That’s a genuine thing that he does, this sort of cycle of committing these sins, I guess you call them, and acting in a reckless way. It’s a natural thing for kids to do without proper guidance. It leads to this downward spiral that he falls into. That’s why the genius of Nick Shadow is revealed because of the series of temptations that lead him inevitably further down. I don’t think Tom is a villain at all. He is not necessarily a hero either, because he gives in to these temptations, but they are easy enough ones to fall into. I can relate to it. He is bored with his life because he doesn’t know the treasure of commitment to a virtuous life.

    OL – Is it hard to portray all of this to the public, in terms of acting? It’s a very complex arc.

    PA – It is, but I think that’s why I find that no matter what you are singing, whether you are singing in a very verbose German role like David in a foreign language, or Tom Rakewell, my technique as an actor is to try understand the subtext and simplify whatever is being said or translate it, whatever the keys may be. This is true of acting as an art form, period, whether it’s an opera or theater or television or movies, whatever it is, is that you have to understand what a character is thinking or feeling at the most fundamental, broken down, simple level. I mean, it might be complex but you have to sort of understand that at all times. If you can achieve that and have that subtext constantly present, and take in this whole idea of the complexity of Tom, you won’t judge him certainly as an actor and say “this guy is a jerk and I’ll let the audience know” because I don’t think anybody goes through life thinking of themselves as a jerk no matter how much of a jerk they might be [laughs]. That’s a first pitfall to avoid in terms of trying to get this complexity of this arc of the story to come across and make it in a way that anybody in the audience can relate to him, because he is not acting deliberately to hurt anybody. Many of us, all of us, end up hurting people that we love even though we don’t want to, because we give in to temptations that come along the way.

    That’s why I think this role and the arc of it is so crushing and beautifully sad at the end when he is so devastated by his choices and this downward spiral of sin that he sort of falls down into. When at the end of the show he is unable to think of himself as Tom anymore, he has to dissociate himself from his own identity because it has to do with regret. All of us can relate to that regret, to that sense of loss that all of us have experienced going through to life. Your childhood connection to the world is inevitably for all of us kind of broken, and there is always some kind of loss that we experience, whether it’s the death of a loved one or the loss of a relationship through your own fault or someone else’s. That’s why I find the piece so deeply moving and why I rank it number one, because even though it is a very Rococo approach to storytelling in music, that essential human journey is very relatable to all us, and that regret and the sadness of that. On top of which, Anne Trulove’s grace in that moment is so generous and touching; we should all hope to have that kind of forgiveness. No matter how unchanging it might make our current situation, that kind of grace and love between people is what makes it all worth continuing to strive for.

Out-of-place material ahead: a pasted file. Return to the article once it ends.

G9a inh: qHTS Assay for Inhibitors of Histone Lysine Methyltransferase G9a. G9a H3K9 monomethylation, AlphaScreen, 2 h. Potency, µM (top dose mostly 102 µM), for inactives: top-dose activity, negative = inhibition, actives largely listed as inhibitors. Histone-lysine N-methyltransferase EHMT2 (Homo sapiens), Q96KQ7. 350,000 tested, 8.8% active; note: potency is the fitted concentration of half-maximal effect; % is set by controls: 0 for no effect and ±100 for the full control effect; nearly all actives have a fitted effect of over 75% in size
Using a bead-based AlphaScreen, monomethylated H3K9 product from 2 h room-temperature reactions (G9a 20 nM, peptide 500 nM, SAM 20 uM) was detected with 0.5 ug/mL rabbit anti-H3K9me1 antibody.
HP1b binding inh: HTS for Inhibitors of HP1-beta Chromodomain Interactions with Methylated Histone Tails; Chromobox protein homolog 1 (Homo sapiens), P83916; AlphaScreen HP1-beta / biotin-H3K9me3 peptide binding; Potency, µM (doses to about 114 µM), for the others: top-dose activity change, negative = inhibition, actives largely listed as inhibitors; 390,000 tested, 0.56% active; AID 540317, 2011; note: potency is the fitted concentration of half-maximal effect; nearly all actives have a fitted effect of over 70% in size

OL – It’s probably one of the saddest endings in all of opera, isn’t it?

    PA – I swear, I can’t… I have to make efforts not to get choked up in that last scene when he says “In a foolish dream, in a gloomy labyrinth, I hunted shadows, disdaining thy true love; forgive thy servant, who repents his madness.” He is asking for forgiveness. He says he hunted shadows and was lost in this sort of haze of his own temptations, and giving into them. It is so sincere and so desperate, that feeling that he expresses there, and I find it so moving that when I’m in a performance of it I have to separate myself from that moment otherwise I’ll give into the emotion and it will interfere with my vocal production.

    OL – So, if I understand correctly what you said about acting before, if you get a character that is so complex and has such a wide arc, you try to break it into the building blocks of each state of mind and you try to make it simple, like a pure emotion in that moment, so that you can relate to it and convey it to the public? Is that what you said?

    PA – Yeah… [hesitates] but to give it a little more nuance, I guess what I’m saying is that I don’t think that people generally think of themselves as bad people, and so if you are going to be that character you have to kind of say “OK, I’m in this situation and I make this choice – why would I have made that choice?” You then can come up with much more human and realistic reasons in that moment, when you are not casting judgment on the character but actually contemplating yourself in that situation and then moving forward from there. I try to have that, and be informed of the choices that Tom makes by humanizing him, by just putting myself – this human – into that situation, as opposed to a representation of somebody that I already made a judgment about.